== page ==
The sharp narrowing of the deficit reflects a fall of £2.5 billion in imports. Almost half of this fall (£1.2 billion) is attributed to oil imports, where trade remains volatile due to the well publicized oil price movements. The fall in oil imports is largely from countries outside the European Union (EU). In addition there were falls in all of the main commodities imported from the EU.
In January of 2015, the gap on trade in goods and services of £ 0.6 billion reflects a deficit of £8.4 billion on goods, partially offset by an estimated surplus of £7.8 billion on services.
Between December and January, exports of goods fell by £1.0 billion to £24.1 billion. This decrease reflects a £0.8 billion fall in exports of fuels (primarily oil) and a £0.3 billion fall in exports of machinery and transport equipment. Fuel exports reached their lowest level since March 2007.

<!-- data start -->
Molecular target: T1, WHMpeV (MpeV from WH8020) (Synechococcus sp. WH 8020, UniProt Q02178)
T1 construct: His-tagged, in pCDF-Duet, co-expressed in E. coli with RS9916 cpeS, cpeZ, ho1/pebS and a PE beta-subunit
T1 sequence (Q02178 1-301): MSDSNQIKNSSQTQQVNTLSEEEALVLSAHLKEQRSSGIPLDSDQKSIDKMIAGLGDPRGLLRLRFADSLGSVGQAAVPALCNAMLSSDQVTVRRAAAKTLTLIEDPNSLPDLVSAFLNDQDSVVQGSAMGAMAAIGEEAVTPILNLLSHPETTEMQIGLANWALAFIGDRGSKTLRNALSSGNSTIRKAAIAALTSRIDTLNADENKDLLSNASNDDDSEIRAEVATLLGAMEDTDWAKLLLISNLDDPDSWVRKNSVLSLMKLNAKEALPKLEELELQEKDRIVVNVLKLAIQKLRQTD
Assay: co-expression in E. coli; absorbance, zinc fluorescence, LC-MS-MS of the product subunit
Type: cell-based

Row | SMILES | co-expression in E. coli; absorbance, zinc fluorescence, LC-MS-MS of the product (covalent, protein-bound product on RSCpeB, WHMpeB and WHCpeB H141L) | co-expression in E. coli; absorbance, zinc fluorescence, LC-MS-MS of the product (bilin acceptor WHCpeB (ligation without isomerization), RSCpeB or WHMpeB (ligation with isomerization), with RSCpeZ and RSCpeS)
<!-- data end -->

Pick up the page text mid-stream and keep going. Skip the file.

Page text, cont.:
Imports of goods fell by £2.5 billion to £32.5 billion, mainly reflecting a £1.3 billion fall in imports of fuels; specifically oil imports (down £1.2 billion from December 2014). Imports of manufactured goods fell by £0.9 billion between December 2014 and January 2015; within which, machinery and transport equipment, miscellaneous manufactures and chemicals each fell by £0.3 billion.